The Three Eras of Micromobility

In a recent presentation to the Bicycle Leadership Conference I said I believe we are in the third “version” of Micromobility. I also said that I think the sustainable business model might emerge by version 5. Before we get into what that might be let me describe the eras that have already come and gone.

The first era of on demand micromobility started with bicycle sharing in Europe. That would have begun technically in 1975 with a community bicycle program by Luud Schimmelpennink in association with the group Provo in Amsterdam, the Netherlands. The program is still active in some parts of the Netherlands. 

The famous 1965 “White Bicycle Plan” in Amsterdam

The famous 1965 “White Bicycle Plan” in Amsterdam

The next evolution was a rack locking technology that first rolled out in 1995 in Portsmouth UK. The bikes were unlocked with a smart card and users were charged a one-time fee, not per-use. A coin-based system was also set up in 1995 in Copenhagen. This ByCylken (the modern version launched in 2014) was the first large-scale urban bike sharing program and featured a fleet designed for this purpose.

This first “version”—station-based urban bicycle sharing systems—is still in operation in hundreds of locations. gives an overview—the current list seems to cover 2700 cities (or systems).

The problem with these systems has been that they are not usually profitable. They depend on subsidies from cities and that is because the costs are higher than the revenues. The costs are high because the stations are to build, the bikes also are non-standard and they have a “high touch” level of service required. Balancing the network, repairing and maintaining the fleet and management require staff employed full-time. Revenues are not high enough because pricing is partly decided by the city which grants licenses for the stations to be placed, often on public land or right-of-ways. The “real estate” of stations is expensive and since it has to be granted the city expects the service to be inclusive an available to all citizens. This is a reasonable request on their part for what is a quite generous concession.

The innovation that created the second “version” or era of on demand micromobility has been free-floating cycle sharing. This was enabled by two technologies: smartphones in everyone’s pocket and GPS and communications embedded inside a bike. Communications enabled the discovery of the bike without a map of stations. Bikes could be left anywhere and someone looking for one could then find it.

This second era, the “free-floating” or dockless era technically began in 2000 with Deutsche Bahn Call-a-Bike which allowed users to unlock a bike with SMS text messaging. In China Ofo and Mobike took this idea to an extreme deploying in one year 20 times more bikes than all the station-based systems put together. Their (ultimately unsustainable) growth began around 2016. The problem with this generation of on-demand micromobility was that the bikes had to be deployed in huge numbers making them very intrusive into public space. Although technically they could be parked as any bike could be, i.e. anywhere. When the fleet size counted in the millions, the space they took up on sidewalks was no longer tolerable. Bikes became pollution or denial of access to pedestrians.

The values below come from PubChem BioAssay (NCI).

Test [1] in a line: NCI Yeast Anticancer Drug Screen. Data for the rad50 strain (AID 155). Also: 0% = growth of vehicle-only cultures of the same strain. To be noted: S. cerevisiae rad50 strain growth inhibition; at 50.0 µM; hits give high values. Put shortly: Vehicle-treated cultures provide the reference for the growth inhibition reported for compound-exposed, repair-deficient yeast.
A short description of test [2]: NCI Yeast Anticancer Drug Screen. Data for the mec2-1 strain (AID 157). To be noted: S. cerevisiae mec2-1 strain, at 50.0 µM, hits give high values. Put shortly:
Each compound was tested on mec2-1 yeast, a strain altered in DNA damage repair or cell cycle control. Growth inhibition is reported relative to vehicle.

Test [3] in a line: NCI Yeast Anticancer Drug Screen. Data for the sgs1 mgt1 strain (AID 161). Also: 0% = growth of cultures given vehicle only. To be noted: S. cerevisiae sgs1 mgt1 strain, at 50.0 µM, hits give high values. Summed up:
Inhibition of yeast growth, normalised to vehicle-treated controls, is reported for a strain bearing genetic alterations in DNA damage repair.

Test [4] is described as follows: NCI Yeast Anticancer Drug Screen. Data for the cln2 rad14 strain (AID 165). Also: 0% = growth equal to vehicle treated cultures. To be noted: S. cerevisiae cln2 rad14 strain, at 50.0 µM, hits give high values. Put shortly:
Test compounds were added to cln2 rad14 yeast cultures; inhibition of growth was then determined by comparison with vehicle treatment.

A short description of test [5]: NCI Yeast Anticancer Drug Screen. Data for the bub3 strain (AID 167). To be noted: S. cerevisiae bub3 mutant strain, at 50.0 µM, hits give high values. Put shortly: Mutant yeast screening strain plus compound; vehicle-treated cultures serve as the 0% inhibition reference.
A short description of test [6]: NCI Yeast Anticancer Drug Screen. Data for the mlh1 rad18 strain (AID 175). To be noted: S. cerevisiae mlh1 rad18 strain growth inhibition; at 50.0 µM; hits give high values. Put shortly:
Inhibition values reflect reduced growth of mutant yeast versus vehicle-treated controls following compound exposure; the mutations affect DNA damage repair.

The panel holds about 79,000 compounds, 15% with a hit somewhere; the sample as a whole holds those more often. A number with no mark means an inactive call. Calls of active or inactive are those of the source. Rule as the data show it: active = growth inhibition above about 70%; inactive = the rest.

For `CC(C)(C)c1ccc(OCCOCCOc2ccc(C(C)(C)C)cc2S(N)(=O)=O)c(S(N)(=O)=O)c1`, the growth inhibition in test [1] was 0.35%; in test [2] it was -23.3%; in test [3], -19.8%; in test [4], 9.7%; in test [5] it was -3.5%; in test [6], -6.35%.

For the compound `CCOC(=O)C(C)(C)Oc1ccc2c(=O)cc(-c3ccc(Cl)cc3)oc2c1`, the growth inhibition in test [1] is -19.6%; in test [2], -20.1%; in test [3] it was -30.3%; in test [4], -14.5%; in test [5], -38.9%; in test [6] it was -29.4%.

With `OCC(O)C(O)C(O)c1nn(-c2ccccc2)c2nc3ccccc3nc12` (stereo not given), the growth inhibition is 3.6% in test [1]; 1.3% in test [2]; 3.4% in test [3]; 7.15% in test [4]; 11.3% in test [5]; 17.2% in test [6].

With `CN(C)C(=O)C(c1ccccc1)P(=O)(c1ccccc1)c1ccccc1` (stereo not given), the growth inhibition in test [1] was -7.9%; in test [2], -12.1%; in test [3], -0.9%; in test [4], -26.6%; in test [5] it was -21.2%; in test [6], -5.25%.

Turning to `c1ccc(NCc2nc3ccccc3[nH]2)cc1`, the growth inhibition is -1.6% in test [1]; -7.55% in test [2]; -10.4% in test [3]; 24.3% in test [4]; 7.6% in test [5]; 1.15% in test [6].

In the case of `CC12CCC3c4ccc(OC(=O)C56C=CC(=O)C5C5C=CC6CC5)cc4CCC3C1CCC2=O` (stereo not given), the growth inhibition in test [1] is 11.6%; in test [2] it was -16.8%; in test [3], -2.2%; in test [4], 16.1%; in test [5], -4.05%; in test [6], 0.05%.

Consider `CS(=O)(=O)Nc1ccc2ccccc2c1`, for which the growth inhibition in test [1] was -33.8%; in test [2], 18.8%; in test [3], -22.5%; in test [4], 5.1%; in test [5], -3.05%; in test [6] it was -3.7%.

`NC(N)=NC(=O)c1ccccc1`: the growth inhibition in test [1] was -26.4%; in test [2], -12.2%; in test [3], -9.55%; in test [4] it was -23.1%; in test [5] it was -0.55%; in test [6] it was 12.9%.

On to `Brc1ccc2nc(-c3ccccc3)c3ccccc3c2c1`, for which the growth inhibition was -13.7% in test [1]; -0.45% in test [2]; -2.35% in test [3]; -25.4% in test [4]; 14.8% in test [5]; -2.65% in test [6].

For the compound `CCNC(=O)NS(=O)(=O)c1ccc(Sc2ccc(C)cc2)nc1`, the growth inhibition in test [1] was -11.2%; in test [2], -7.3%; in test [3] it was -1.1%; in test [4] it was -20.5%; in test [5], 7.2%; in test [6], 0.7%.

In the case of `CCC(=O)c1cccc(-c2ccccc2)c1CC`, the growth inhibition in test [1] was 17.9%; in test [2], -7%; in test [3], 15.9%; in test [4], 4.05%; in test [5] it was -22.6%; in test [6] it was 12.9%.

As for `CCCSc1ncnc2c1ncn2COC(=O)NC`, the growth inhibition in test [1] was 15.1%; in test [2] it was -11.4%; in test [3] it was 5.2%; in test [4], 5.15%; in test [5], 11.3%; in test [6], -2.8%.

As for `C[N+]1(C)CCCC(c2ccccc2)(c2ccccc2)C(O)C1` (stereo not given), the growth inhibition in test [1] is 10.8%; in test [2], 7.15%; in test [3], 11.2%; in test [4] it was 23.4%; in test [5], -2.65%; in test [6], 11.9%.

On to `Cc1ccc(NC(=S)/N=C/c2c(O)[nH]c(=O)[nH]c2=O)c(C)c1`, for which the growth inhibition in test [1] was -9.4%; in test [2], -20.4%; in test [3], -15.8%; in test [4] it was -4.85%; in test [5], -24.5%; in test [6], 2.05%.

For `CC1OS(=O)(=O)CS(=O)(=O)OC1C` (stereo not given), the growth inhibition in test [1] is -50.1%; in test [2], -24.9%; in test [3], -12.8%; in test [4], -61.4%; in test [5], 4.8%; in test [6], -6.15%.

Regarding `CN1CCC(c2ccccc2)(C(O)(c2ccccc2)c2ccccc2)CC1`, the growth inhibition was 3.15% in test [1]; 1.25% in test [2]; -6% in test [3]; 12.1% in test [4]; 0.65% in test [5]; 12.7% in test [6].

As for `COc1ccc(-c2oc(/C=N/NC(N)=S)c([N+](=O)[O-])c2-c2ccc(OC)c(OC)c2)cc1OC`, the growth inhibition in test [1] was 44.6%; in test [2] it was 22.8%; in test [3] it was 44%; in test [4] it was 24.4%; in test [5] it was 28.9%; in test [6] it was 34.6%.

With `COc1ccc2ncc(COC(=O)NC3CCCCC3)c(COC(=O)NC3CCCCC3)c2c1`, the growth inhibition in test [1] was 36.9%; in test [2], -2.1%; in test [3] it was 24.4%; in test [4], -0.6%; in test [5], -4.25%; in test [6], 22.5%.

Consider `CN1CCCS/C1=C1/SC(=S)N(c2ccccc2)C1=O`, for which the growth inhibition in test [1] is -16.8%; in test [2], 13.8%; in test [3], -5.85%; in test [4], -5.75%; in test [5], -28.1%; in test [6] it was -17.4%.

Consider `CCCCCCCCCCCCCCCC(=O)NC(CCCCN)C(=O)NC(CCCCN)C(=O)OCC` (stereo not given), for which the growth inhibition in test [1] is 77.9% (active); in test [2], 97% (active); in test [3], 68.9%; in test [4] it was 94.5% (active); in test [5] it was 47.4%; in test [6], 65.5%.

European and US cities rejected this approach because they did not have as much sidewalk space for storage and ultimately a lack of consultation or consideration from operators. The startups, fed by huge quantities of capital, felt that they did not need permission and were providing a net positive value to residents. This was simply a false assumption.

Users also did not care for the poor quality of the bikes, their lack of comfort, gearing, and general underperformance. Not to mention the bikes were not attractive, often painted in harsh colors that clashed with just about everything.

The next leap was the addition of motorized vehicles as free-floating micromobility. These weren’t shared eBikes but rather shared “scooters” or electric stand-up or kick-scooters. These designed-for-consumer throttle operated products became a huge hit starting in late 2017 with Bird in Santa Monica.

As with the second era, this was fed by startups and private capital. This is quite unlike the first era which had what was closer to a transit logic and depended on subsidies and advertising to compensate for the high operating and capital costs.


Early “unit economics” or profit/loss per vehicle looked very positive and capital flooded into the scooter craze. Paradoxically, this micromobility era took root and flourished in the US.  Note the pattern: First era started in Europe, the second in China and the third in the US.

The paradox is that the US, and LA in particular, is pathologically automotive. In other words, if you were to rank all the world’s cities/countries in terms of (micro)modal share, and decide to deploy where cycling is popular and is well supported by infrastructure, the US would likely feature among the last place you would go. And yet this is where the third era took hold. Selling Micromobility in the land of Automobility sounds like selling chickens to cowboys. Well served by beef why would they choose the lesser meat?

The answer is a big lesson for us and can lead to an understand how this market will evolve and how we can get to a mass market with sustainable business logic. Pay attention to the anomalies because they tend to be much more interesting than the correlations.

In Part 2 of this discussion I’ll discuss the converse of this story: why Europe did not act as the foothold market for scooters. In Part 3 I’ll discuss where we are headed with the fourth and fifth eras of micromobility.

So, as this third era—the scooter era—is now being transplanted into Europe, we will come along with it. I hope you can join us for Micromobility Europe in Berlin October 1st. Sign up here.

Horace Dediu